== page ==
“There’s been so many babies dying,” she said. “My son was the fifth murder of the year on the third day of the year. They’ve got to do more.”
Doing more is something community leaders like local NAACP President Nana Watson and Columbus Urban League president Stephanie Hightower are trying to do, particularly for young Black men.
“You need to teach them while you’re talking to them,” Watson said. “It’s their behavior that needs to be corrected and the only way to correct it is to show them something different and teach them another way.”
Watson said she doesn’t know where the cultural shift took place. While the COVID pandemic can be looked at as a reason for the escalation in violence, she said, it isn’t the only reason it’s occurring.
“It is my race and I don’t know why we have become so violent. I don’t know the answer to that,” Watson said. “It’s the economy, it’s hopelessness. I think they don’t know what else to do and we need to come up with the way to channel those energies somewhere else. Help them become business owners. If they’re out there doing drugs and counting money, they could run a business.”
Hightower agreed, saying more job training for livable wage jobs is needed, particularly in construction and other trades that are booming in the city. She said she has a waiting list of more than 800 people for a program to get construction training with a guaranteed job offer after training, but a lack of funding and availability to get more people involved.
She also said that addressing the mental and behavioral health needs of young Black boys and girls, particularly in non-traditional ways, may help resolve conflicts before they escalate to violence.
“When you have a baby and you need them to take an aspirin, you put it in applesauce and it goes right down,” Hightower said. “We have to create those kinds of programs where they like the applesauce, but we develop this mental and behavioral health component so we can figure out what is wrong with our babies and are then able to come up with impactful solutions for them and their families. The pandemic really has exposed the depths of the behavioral issues that exist in the urban and Black community.”
Hightower said she hoped the funding for organizations, especially those that are Black-led, will be there to help make long-term impacts in the city.
“How do we get more dollars invested so we can bring more kids in? How do we get more job opportunities for them? How do we get an atmosphere for mental and behavioral health issues getting addressed?” she asked. “We got stuff, but it’s not being funded at a level where we can really have impact long-term.”
Columbus police are also trying to do more to try and reach children, particularly those most at risk for becoming part of a cycle of violence, to provide them some hope for a future beyond what they may see on a day-to-day basis.
Chief Elaine Bryant said programs are being developed to reach children as young as fifth grade to try and help mentor them and provide them with guidance as they traverse young adulthood. She said the violent callousness of some teens and, in some cases pre-teens, is concerning.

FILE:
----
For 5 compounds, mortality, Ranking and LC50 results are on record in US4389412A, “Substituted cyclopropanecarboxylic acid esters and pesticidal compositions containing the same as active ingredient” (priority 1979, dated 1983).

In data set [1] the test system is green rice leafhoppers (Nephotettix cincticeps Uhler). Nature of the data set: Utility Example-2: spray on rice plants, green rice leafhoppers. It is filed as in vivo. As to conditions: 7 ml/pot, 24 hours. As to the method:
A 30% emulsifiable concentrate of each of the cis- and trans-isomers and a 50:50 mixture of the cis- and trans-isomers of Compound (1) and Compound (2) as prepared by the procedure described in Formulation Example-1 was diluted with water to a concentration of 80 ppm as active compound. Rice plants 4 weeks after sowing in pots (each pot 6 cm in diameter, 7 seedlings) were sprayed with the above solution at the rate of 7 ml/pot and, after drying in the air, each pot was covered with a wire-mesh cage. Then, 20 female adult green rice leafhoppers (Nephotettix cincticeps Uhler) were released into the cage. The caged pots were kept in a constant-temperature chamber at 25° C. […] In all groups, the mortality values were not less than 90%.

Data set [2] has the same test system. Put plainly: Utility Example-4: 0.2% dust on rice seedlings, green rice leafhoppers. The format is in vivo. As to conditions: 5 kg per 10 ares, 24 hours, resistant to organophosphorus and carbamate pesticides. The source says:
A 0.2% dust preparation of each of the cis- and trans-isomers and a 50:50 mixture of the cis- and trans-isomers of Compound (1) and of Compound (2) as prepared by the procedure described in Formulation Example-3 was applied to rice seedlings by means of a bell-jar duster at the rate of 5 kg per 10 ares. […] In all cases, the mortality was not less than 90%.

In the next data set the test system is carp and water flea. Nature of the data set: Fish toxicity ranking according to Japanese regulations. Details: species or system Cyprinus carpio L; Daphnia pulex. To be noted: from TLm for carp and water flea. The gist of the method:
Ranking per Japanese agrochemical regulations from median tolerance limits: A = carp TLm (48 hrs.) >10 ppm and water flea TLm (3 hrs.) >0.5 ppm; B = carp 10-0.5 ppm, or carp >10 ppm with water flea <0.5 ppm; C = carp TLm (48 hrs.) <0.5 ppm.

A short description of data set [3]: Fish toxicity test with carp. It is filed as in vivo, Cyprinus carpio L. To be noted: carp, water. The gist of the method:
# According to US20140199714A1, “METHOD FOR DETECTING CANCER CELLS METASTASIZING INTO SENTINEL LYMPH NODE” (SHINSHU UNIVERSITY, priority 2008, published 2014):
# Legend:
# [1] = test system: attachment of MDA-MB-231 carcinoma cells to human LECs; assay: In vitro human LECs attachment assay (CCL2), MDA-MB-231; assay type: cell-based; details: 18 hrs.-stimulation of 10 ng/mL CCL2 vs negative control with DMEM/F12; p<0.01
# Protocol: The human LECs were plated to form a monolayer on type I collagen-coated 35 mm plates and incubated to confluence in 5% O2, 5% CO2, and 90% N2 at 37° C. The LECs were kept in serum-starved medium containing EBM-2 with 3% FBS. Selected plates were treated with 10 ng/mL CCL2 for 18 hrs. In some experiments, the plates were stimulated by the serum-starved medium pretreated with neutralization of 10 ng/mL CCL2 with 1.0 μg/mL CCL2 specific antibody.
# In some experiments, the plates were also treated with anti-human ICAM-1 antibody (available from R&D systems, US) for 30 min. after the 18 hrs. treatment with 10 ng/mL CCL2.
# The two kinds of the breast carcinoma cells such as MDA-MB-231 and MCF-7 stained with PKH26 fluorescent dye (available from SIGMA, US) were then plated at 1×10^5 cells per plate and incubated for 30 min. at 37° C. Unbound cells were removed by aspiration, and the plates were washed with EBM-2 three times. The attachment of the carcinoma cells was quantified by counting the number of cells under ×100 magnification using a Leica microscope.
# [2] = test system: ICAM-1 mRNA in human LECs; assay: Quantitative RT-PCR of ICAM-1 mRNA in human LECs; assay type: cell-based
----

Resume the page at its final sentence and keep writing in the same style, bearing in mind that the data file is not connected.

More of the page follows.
“Most of them don’t think they’re going to live past 21,” Bryant said at the Columbus Metropolitan Club on Oct. 6. “If they don’t care about their own lives, how can you expect them to care about yours?”
The chief said she hopes programs that can help children through mentorships with officers and other community leaders, as well as programs that help deal with the holistic environment of the child, will help stop the cycle of violence.
“We have to figure out what we can do to turn that around,” Bryant said. “There’s drug addiction, there’s extreme poverty, there’s illiteracy, single mothers working three jobs … because they’re trying to keep food on the table. You can work with a child, you can give them therapy and counseling, but if you’re sending them back into that same toxic environment, what have you really done?”
In November, Mayor Andrew J. Ginther, along with Bryant and Public Safety Director Robert Clark, unveiled $660 million in spending for public safety in his 2022 budget. That funding will include money for three police and three fire recruit classes, as well as continued funding for a number of anti-violence and violence prevention programs.
Columbus City Council will now consider the budget and is expected to vote on it in early 2022.
A similar strategy was implemented after the then-homicide record was set in 2017, with the number of homicides in 2018 and 2019 decreasing by 26%. But Ginther said the solution can’t only involve police.
“It’s easier to get a gun than a job in many neighborhoods,” Ginther said. “There aren’t nearly as many fist fights or knife fights — everything involves a gun. There’s not even an exchange. You have folks that the first sign of a beef, a disagreement, whatever, is to pull a gun and shoot. And those are bigger, larger issues than the police can solve for us.”
Ginther said the promising results of a pilot program regarding alternative responses to some 911 calls allows patrol officers and other police resources to be used in a more efficient way, focusing on violent crime to reduce the community impact.
“Behind every homicide statistic is a person whose hopes, dreams and aspirations will never be fully realized,” he said. “We’re less than a community because of that.